Treatment duration-dependent efficacy of Japanese cedar pollen sublingual immunotherapy: Evaluation of phase II/III trial over three pollen dispersal seasons

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Main idea: The JC pollen sublingual immunotherapy tablet relieved nasal and ocular symptoms, lowered the medication use and improved the quality of life in a treatment duration-dependent manner. Continuous dosing regimens appear to enhance the efficacy of the drug.

Abstract

A randomized, placebo-controlled, double-blind clinical trial to investigate the optimal dose and long-term efficacy and safety of Japanese cedar (JC) pollen tablets for sublingual immunotherapy (JapicCTI-142579) was conducted. Here there is data on the effects of the JC pollen sublingual immunotherapy tablet on rhinitis and conjunctivitis symptoms over three pollen dispersal seasons.

A total of 1042 JC pollinosis patients (aged 5-64 years) were randomized to receive tablets containing placebo (P), 2000, 5000, or 10,000 Japanese allergy units (JAU) of JC pollen for 15 months to identify an optimal dose. Patients receiving P (n = 240) and the optimal dose (5000 JAU; A, n = 236) were then randomized to receive P or A for an additional 18 months (AA, AP, PA, and PP groups, allocation ratio 2:1:1:2). Nasal and ocular symptoms, rescue medication use and the quality of life (QOL) were assessed on quantitative scales.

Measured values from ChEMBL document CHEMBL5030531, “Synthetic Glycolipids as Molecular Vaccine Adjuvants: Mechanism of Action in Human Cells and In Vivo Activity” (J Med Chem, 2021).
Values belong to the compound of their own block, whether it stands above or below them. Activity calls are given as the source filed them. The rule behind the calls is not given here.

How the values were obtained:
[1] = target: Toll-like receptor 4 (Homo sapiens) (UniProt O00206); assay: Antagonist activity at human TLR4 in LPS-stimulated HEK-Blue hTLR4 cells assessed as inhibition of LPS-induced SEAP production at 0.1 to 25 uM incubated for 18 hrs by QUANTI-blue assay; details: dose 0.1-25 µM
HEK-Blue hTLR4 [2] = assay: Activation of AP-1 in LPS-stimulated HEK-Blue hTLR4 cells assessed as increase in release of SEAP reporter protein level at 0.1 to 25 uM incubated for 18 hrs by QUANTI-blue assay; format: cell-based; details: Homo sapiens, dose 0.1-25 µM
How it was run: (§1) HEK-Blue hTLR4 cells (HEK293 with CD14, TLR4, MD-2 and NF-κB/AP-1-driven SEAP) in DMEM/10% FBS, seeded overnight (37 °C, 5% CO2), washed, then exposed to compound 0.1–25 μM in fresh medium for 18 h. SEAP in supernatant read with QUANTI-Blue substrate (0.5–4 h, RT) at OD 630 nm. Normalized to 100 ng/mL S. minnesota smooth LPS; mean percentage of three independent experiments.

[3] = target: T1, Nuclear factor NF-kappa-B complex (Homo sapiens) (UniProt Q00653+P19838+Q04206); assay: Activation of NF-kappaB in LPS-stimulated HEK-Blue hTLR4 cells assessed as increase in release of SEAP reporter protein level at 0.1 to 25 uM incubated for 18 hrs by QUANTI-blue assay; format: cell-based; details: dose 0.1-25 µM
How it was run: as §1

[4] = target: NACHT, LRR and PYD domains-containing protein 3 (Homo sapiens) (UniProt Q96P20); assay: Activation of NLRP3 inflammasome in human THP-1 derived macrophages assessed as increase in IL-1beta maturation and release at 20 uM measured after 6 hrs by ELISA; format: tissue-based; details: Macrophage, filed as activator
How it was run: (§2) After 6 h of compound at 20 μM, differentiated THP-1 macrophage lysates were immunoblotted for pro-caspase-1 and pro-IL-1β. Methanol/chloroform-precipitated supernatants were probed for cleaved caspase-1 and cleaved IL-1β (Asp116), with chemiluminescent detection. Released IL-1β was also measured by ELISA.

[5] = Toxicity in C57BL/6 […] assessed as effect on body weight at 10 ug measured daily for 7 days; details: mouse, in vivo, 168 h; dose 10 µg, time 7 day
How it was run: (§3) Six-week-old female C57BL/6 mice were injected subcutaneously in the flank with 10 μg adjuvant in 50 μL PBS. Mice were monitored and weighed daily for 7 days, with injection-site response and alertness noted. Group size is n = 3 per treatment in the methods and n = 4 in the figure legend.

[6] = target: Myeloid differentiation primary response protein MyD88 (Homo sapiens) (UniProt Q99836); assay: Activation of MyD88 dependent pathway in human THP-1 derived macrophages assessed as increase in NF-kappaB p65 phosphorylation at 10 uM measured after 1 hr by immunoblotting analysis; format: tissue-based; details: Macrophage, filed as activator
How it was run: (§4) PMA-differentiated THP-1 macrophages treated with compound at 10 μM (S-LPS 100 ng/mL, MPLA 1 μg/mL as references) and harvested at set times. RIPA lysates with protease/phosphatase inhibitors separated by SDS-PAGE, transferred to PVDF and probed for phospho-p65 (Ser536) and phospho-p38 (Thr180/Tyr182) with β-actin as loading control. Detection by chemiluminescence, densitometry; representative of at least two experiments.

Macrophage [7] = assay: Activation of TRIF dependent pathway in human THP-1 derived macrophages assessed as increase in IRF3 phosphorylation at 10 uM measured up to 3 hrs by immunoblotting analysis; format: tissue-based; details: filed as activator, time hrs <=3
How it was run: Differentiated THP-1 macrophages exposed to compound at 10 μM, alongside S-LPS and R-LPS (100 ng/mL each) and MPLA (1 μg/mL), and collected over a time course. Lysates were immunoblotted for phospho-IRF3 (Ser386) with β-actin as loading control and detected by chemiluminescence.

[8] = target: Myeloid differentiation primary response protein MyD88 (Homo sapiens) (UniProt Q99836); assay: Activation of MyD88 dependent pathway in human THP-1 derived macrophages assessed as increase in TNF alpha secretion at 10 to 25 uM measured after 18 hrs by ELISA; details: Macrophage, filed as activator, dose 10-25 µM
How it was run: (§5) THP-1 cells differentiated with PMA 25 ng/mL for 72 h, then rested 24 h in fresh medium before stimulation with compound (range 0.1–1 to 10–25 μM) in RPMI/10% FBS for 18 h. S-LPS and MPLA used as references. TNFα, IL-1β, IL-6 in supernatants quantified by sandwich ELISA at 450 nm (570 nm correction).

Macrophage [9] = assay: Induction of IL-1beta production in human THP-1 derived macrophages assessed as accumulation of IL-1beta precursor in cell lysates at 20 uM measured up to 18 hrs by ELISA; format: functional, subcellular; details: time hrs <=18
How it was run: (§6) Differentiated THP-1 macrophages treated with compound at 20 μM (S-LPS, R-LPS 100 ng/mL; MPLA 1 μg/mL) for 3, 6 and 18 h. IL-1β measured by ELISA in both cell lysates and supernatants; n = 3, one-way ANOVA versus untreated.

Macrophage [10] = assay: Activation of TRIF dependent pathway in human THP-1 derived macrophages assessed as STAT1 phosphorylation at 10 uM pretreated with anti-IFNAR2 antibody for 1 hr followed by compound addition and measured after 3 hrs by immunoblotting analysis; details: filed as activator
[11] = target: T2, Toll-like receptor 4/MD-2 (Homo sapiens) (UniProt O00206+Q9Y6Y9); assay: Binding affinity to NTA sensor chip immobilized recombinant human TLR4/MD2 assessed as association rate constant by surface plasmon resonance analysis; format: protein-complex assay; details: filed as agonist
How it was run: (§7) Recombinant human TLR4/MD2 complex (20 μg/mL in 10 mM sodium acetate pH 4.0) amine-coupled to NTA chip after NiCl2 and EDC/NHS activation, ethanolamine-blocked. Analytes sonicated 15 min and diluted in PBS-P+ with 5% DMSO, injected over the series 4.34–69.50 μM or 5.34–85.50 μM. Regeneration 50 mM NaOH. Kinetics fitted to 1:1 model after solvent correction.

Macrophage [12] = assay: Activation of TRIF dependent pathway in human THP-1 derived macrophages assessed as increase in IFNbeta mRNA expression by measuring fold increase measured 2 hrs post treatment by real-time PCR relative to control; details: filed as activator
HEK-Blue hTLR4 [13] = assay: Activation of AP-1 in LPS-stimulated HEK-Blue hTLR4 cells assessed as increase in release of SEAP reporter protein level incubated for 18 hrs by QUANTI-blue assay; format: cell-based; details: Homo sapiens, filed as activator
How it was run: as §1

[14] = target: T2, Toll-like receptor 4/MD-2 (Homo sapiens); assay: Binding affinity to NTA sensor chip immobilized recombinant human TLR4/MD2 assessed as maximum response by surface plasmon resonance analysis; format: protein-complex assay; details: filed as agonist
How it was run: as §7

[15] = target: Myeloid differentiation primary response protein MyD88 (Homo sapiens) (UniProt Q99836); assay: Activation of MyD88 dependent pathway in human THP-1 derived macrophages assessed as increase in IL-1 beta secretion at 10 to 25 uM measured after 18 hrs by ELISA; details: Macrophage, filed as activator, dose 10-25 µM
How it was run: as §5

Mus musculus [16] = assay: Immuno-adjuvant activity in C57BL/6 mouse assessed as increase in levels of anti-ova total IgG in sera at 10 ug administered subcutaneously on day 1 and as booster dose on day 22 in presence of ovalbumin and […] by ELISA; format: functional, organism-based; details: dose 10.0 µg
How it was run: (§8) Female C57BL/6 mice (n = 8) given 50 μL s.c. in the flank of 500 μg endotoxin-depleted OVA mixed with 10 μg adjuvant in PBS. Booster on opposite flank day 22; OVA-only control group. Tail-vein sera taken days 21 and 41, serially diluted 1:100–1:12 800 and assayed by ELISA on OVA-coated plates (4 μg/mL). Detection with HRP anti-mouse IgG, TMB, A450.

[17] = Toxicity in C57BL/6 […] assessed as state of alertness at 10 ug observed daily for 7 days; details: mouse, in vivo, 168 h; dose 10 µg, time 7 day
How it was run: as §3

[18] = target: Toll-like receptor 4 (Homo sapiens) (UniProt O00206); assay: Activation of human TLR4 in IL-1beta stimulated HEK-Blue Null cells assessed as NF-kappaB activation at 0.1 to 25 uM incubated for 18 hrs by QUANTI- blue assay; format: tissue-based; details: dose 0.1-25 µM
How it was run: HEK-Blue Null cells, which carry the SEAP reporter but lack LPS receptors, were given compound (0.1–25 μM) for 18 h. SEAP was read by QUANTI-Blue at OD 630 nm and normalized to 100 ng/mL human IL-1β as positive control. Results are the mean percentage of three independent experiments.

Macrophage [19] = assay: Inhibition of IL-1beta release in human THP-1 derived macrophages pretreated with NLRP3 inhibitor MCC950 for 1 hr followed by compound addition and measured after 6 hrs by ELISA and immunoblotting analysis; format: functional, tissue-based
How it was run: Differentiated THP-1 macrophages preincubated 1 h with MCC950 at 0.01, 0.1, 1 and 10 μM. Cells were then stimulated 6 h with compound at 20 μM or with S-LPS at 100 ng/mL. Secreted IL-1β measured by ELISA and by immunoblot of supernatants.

Results: In the second and the third seasons, the groups of patients who received immunotherapy tablets exhibited significantly better improvements in nasal and ocular symptoms. Rescue medication use and quality of life were also significantly better in the groups who received treatment in comparison to the placebo group.

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